When calling from the outer suburban Step-by-Step offices to other metro numbers, you dialed an access code (usually "8") first. These calls had to be handled by a tandem machine of some type. The crossbar tandem was ideally suited for this job. In addition to switching the calls to the appropriate office, it was able to provide Code Screening.

Here is an example of a call from a No. 5 Crossbar office in Atlanta, going through the Decatur Crossbar Tandem. You can hear the clicks of the dial pulse signaling from the tandem to a Step-by-Step destination office.


Here is another example where the Decatur Crossbar Tandem is sending multifrequency pulsing (MF) to the destination office, which is another No. 5 Crossbar.


Dialing Extended Area Calls into Atlanta from Outer Offices

Code Screening was used to prevent customers from dialing calls incorrectly by using an "8" when it wasn't needed. Doing so tied up trunks to the tandem unnecessarily. For example, if you were in Lithonia and needed to call Conyers, your instructions were to dial only the 7-digit number. This was because the Lithonia office had direct trunks to Conyers. If you needed to call Tucker, however, you had to dial "8" plus the number. Since Lithonia had no direct trunks to Tucker, dialing "8" connected you to the Decatur Crossbar Tandem. The tandem then connected your call to Tucker. Since most area offices required "8", you might have forgotten that you didn't need to use it to call Conyers. If you dialed a Conyers call with an "8" first, it would have gone through without any problem except that it would have tied up a more expensive trunk to Decatur and another more expensive trunk from Decatur to Conyers. Code Screening in the tandem would block this call. It had the necessary information wired into it to know that it was not permitted to route calls coming in from the Lithonia office going to the Conyers office.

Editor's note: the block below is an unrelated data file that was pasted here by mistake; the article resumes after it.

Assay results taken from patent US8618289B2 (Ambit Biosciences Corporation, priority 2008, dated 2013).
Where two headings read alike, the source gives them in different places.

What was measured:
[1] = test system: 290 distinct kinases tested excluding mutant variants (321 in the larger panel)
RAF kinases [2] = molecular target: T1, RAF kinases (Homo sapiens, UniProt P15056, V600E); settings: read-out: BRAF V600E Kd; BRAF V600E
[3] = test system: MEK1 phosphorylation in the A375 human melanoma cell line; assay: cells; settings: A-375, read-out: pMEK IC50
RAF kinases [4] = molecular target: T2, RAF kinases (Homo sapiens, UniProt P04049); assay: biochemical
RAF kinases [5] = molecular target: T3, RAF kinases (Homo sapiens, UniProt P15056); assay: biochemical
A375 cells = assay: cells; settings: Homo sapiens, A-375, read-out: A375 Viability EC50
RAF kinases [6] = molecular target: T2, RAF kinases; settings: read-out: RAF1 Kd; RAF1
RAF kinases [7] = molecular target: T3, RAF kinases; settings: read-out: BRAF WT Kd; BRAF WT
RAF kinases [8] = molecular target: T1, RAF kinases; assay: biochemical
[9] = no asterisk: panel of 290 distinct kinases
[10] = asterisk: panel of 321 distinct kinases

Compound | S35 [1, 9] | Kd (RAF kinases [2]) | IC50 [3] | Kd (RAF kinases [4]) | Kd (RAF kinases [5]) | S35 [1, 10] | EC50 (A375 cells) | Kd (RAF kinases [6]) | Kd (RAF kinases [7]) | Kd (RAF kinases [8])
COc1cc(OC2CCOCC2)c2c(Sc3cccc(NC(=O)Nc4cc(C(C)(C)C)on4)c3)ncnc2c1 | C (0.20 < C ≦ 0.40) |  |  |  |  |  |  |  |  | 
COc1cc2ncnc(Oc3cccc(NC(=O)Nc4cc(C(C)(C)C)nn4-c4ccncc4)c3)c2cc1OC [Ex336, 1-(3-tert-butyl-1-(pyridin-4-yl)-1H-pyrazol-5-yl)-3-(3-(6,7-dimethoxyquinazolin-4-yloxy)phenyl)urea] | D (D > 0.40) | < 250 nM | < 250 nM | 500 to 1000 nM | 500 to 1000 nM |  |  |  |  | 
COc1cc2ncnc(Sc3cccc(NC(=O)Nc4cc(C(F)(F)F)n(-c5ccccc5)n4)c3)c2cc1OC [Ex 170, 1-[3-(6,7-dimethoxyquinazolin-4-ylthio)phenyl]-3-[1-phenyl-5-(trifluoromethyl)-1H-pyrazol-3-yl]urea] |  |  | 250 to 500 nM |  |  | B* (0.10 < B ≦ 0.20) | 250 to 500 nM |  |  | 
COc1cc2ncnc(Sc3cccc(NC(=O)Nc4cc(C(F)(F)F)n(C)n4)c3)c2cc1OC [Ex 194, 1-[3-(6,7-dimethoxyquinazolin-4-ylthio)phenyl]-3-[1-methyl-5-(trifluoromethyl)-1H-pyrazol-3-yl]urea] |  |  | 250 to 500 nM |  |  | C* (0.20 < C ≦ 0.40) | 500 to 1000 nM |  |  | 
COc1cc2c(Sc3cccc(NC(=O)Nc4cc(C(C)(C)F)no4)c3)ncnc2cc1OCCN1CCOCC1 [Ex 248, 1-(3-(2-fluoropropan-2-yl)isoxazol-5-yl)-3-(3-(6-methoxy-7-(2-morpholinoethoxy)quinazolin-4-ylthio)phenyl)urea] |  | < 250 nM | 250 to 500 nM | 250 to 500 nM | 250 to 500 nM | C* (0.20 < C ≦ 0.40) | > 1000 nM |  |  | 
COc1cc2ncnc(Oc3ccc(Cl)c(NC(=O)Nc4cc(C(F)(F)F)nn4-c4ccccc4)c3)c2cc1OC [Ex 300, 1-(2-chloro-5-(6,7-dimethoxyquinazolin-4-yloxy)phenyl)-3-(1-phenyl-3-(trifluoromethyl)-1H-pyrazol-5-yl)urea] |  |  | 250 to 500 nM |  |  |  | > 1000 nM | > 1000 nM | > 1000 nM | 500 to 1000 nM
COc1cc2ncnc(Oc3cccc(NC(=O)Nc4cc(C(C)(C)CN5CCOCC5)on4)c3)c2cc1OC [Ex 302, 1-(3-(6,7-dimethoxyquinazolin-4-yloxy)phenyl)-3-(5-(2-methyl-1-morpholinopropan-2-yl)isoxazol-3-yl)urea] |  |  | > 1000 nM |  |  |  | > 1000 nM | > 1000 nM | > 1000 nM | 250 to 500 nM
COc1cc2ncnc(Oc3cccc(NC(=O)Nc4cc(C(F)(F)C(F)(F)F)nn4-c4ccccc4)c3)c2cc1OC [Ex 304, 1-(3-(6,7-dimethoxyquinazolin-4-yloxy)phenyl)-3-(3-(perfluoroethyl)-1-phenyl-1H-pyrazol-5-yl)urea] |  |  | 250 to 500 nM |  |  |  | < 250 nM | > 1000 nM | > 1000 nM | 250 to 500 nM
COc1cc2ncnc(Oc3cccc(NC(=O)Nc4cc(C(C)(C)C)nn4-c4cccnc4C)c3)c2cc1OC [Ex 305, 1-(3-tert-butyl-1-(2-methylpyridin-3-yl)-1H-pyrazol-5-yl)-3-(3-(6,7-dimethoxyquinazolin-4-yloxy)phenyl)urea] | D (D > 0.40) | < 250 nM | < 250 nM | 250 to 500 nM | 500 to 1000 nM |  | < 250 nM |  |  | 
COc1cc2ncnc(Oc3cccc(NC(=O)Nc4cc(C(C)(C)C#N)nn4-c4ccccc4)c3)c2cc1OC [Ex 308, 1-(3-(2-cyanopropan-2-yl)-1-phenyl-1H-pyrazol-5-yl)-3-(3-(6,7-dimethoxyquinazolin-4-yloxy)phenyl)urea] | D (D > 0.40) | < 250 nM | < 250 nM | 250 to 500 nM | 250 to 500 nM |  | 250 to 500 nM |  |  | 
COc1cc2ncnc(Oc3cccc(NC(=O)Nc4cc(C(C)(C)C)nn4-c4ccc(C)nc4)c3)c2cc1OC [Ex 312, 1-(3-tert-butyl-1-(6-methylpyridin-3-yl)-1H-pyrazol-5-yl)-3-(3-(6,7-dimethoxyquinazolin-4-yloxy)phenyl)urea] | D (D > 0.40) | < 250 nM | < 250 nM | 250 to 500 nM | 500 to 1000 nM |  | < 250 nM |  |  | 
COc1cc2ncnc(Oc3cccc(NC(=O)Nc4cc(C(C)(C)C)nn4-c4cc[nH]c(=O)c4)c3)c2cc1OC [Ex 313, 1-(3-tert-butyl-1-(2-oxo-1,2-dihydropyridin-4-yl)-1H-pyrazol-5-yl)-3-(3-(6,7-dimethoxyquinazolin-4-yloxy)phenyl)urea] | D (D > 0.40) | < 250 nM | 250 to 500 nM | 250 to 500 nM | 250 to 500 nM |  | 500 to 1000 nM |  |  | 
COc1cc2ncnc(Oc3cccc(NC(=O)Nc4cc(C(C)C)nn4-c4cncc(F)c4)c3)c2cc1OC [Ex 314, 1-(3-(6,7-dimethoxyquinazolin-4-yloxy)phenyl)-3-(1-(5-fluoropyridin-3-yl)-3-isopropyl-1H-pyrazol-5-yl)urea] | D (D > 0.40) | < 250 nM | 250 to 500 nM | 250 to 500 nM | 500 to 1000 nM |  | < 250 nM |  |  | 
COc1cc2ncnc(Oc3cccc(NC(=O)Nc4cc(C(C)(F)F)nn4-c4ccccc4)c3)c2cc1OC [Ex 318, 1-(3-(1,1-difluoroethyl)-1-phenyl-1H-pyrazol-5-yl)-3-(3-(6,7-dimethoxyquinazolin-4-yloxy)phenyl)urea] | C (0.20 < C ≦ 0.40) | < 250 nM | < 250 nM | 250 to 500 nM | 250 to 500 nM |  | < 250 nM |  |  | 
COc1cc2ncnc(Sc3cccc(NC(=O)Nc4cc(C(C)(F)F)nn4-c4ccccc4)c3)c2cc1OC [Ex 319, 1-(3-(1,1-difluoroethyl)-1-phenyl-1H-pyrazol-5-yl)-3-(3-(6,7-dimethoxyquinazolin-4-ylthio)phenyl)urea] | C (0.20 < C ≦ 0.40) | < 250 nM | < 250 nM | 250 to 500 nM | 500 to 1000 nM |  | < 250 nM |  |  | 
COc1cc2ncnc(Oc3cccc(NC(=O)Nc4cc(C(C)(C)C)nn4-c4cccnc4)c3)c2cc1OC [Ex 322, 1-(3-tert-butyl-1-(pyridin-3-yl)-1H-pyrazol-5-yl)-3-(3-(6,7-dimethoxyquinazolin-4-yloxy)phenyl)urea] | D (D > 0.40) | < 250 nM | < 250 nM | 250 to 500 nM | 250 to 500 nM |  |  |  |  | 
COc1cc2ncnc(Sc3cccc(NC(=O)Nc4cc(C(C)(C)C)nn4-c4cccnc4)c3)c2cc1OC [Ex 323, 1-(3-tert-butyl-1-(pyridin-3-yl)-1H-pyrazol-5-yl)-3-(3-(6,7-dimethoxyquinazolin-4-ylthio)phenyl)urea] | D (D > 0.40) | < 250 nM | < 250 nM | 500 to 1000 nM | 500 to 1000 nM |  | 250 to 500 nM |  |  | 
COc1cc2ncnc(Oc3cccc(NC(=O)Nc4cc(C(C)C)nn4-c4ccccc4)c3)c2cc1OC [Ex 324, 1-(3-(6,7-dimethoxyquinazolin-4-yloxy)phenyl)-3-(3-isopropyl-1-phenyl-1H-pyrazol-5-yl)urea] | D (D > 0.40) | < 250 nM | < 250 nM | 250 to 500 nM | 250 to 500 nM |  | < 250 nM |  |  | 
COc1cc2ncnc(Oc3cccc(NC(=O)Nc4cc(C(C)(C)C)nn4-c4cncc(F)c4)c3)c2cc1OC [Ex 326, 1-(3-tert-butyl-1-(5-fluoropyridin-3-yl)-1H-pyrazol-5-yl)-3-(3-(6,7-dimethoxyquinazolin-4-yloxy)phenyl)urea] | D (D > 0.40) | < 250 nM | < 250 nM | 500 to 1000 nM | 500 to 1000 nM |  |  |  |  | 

Prior to the installation of this machine, calls from most intown offices to the outer suburbs went through the downtown Step-by-Step tandem or possibly the downtown crossbar tandem.